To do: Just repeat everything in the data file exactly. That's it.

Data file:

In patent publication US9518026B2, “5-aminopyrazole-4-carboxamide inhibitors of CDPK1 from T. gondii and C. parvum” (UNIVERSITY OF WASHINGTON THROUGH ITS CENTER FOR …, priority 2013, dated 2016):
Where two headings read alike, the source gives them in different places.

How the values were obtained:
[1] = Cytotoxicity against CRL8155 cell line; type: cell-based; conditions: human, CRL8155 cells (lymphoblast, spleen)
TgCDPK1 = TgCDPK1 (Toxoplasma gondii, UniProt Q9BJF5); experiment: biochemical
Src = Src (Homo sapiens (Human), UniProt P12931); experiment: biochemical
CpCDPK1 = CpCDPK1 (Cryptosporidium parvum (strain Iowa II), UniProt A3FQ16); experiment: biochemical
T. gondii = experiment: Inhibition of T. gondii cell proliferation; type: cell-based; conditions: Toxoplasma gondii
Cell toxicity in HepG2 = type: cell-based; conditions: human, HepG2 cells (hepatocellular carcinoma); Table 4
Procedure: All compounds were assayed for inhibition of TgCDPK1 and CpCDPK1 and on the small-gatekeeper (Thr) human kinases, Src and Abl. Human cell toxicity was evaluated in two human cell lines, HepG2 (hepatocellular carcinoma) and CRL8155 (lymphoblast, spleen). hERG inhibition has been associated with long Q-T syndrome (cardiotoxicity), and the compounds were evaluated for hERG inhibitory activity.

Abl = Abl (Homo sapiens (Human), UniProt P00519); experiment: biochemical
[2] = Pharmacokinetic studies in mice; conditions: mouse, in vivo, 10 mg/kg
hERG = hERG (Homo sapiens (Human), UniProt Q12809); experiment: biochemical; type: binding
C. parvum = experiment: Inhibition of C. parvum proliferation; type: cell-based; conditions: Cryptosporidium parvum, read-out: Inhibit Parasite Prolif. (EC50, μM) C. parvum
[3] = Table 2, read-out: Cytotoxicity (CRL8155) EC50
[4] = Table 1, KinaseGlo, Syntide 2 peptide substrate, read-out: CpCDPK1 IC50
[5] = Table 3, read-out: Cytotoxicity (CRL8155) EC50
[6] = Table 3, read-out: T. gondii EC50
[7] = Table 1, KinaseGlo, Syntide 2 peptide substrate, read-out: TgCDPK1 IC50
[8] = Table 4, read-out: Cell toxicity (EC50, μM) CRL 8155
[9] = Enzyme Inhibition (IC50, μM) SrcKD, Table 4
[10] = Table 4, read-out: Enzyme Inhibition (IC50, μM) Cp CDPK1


In patent publication US9518026B2, “5-aminopyrazole-4-carboxamide inhibitors of CDPK1 from T. gondii and C. parvum” (UNIVERSITY OF WASHINGTON THROUGH ITS CENTER FOR …, priority 2013, dated 2016):
Where two headings read alike, the source gives them in different places.

How the values were obtained:
[1] = Cytotoxicity against CRL8155 cell line; type: cell-based; conditions: human, CRL8155 cells (lymphoblast, spleen)
TgCDPK1 = TgCDPK1 (Toxoplasma gondii, UniProt Q9BJF5); experiment: biochemical
Src = Src (Homo sapiens (Human), UniProt P12931); experiment: biochemical
CpCDPK1 = CpCDPK1 (Cryptosporidium parvum (strain Iowa II), UniProt A3FQ16); experiment: biochemical
T. gondii = experiment: Inhibition of T. gondii cell proliferation; type: cell-based; conditions: Toxoplasma gondii
Cell toxicity in HepG2 = type: cell-based; conditions: human, HepG2 cells (hepatocellular carcinoma); Table 4
Procedure: All compounds were assayed for inhibition of TgCDPK1 and CpCDPK1 and on the small-gatekeeper (Thr) human kinases, Src and Abl. Human cell toxicity was evaluated in two human cell lines, HepG2 (hepatocellular carcinoma) and CRL8155 (lymphoblast, spleen). hERG inhibition has been associated with long Q-T syndrome (cardiotoxicity), and the compounds were evaluated for hERG inhibitory activity.

Abl = Abl (Homo sapiens (Human), UniProt P00519); experiment: biochemical
[2] = Pharmacokinetic studies in mice; conditions: mouse, in vivo, 10 mg/kg
hERG = hERG (Homo sapiens (Human), UniProt Q12809); experiment: biochemical; type: binding
C. parvum = experiment: Inhibition of C. parvum proliferation; type: cell-based; conditions: Cryptosporidium parvum, read-out: Inhibit Parasite Prolif. (EC50, μM) C. parvum
[3] = Table 2, read-out: Cytotoxicity (CRL8155) EC50
[4] = Table 1, KinaseGlo, Syntide 2 peptide substrate, read-out: CpCDPK1 IC50
[5] = Table 3, read-out: Cytotoxicity (CRL8155) EC50
[6] = Table 3, read-out: T. gondii EC50
[7] = Table 1, KinaseGlo, Syntide 2 peptide substrate, read-out: TgCDPK1 IC50
[8] = Table 4, read-out: Cell toxicity (EC50, μM) CRL 8155
[9] = Enzyme Inhibition (IC50, μM) SrcKD, Table 4
[10] = Table 4, read-out: Enzyme Inhibition (IC50, μM) Cp CDPK1